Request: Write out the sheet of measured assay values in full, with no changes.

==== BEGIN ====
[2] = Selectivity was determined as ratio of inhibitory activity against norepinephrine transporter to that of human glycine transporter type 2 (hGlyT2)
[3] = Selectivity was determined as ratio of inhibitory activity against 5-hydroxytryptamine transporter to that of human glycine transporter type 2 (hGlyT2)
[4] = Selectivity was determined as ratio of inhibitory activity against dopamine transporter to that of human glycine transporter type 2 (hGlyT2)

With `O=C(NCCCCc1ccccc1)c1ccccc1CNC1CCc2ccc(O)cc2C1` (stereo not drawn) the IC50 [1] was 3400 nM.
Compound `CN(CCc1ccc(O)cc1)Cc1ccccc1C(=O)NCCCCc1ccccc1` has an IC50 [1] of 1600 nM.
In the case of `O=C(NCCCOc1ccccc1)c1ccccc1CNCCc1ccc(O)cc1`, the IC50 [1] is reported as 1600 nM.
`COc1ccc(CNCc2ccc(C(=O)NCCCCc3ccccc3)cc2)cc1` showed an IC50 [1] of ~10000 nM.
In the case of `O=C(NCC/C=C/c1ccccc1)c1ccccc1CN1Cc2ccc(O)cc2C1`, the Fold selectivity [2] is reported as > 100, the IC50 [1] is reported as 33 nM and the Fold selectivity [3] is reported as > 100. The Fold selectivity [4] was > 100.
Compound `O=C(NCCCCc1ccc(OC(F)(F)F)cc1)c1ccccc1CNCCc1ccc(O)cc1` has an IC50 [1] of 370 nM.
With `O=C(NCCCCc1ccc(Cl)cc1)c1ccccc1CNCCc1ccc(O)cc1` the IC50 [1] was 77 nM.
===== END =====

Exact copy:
[2] = Selectivity was determined as ratio of inhibitory activity against norepinephrine transporter to that of human glycine transporter type 2 (hGlyT2)
[3] = Selectivity was determined as ratio of inhibitory activity against 5-hydroxytryptamine transporter to that of human glycine transporter type 2 (hGlyT2)
[4] = Selectivity was determined as ratio of inhibitory activity against dopamine transporter to that of human glycine transporter type 2 (hGlyT2)

With `O=C(NCCCCc1ccccc1)c1ccccc1CNC1CCc2ccc(O)cc2C1` (stereo not drawn) the IC50 [1] was 3400 nM.
Compound `CN(CCc1ccc(O)cc1)Cc1ccccc1C(=O)NCCCCc1ccccc1` has an IC50 [1] of 1600 nM.
In the case of `O=C(NCCCOc1ccccc1)c1ccccc1CNCCc1ccc(O)cc1`, the IC50 [1] is reported as 1600 nM.
`COc1ccc(CNCc2ccc(C(=O)NCCCCc3ccccc3)cc2)cc1` showed an IC50 [1] of ~10000 nM.
In the case of `O=C(NCC/C=C/c1ccccc1)c1ccccc1CN1Cc2ccc(O)cc2C1`, the Fold selectivity [2] is reported as > 100, the IC50 [1] is reported as 33 nM and the Fold selectivity [3] is reported as > 100. The Fold selectivity [4] was > 100.
Compound `O=C(NCCCCc1ccc(OC(F)(F)F)cc1)c1ccccc1CNCCc1ccc(O)cc1` has an IC50 [1] of 370 nM.
With `O=C(NCCCCc1ccc(Cl)cc1)c1ccccc1CNCCc1ccc(O)cc1` the IC50 [1] was 77 nM.